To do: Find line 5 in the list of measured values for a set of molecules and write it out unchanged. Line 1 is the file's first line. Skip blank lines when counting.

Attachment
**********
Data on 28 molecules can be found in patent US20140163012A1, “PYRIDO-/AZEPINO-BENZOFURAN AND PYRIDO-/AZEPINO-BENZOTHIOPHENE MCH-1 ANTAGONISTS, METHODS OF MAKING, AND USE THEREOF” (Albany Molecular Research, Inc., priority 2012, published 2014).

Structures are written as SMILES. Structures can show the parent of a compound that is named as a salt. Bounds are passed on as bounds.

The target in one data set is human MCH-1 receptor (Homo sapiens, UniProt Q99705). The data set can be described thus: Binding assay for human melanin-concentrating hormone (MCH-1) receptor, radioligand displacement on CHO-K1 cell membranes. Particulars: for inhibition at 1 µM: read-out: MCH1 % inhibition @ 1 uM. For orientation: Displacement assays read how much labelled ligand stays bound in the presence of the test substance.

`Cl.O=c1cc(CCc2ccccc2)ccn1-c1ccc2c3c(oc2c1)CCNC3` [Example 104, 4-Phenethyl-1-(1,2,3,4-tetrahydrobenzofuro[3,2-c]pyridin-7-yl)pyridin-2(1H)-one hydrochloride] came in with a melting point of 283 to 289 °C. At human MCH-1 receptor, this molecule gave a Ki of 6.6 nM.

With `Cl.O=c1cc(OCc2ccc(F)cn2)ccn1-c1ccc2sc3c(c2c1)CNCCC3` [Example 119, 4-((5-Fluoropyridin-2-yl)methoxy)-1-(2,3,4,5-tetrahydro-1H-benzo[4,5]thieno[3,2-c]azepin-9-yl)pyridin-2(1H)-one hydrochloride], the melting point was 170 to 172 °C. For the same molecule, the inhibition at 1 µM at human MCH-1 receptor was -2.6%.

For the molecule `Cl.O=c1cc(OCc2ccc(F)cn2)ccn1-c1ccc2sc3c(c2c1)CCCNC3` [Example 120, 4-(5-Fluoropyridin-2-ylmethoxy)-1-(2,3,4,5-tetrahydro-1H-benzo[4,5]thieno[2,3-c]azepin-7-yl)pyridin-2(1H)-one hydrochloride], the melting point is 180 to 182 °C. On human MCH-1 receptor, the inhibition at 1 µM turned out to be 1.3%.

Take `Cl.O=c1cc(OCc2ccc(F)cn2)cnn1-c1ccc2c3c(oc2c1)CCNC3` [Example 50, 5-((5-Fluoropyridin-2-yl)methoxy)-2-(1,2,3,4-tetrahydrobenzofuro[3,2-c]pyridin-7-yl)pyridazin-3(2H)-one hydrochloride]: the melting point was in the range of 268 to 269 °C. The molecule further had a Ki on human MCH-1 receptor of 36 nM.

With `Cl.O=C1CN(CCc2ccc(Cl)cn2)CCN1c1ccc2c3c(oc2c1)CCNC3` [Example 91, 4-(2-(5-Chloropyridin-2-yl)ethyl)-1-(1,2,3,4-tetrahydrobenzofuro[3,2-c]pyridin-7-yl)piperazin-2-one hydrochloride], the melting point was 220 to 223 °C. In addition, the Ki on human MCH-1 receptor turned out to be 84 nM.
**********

With `Cl.O=c1cc(OCc2ccc(F)cn2)ccn1-c1ccc2sc3c(c2c1)CNCCC3` [Example 119, 4-((5-Fluoropyridin-2-yl)methoxy)-1-(2,3,4,5-tetrahydro-1H-benzo[4,5]thieno[3,2-c]azepin-9-yl)pyridin-2(1H)-one hydrochloride], the melting point was 170 to 172 °C. For the same molecule, the inhibition at 1 µM at human MCH-1 receptor was -2.6%.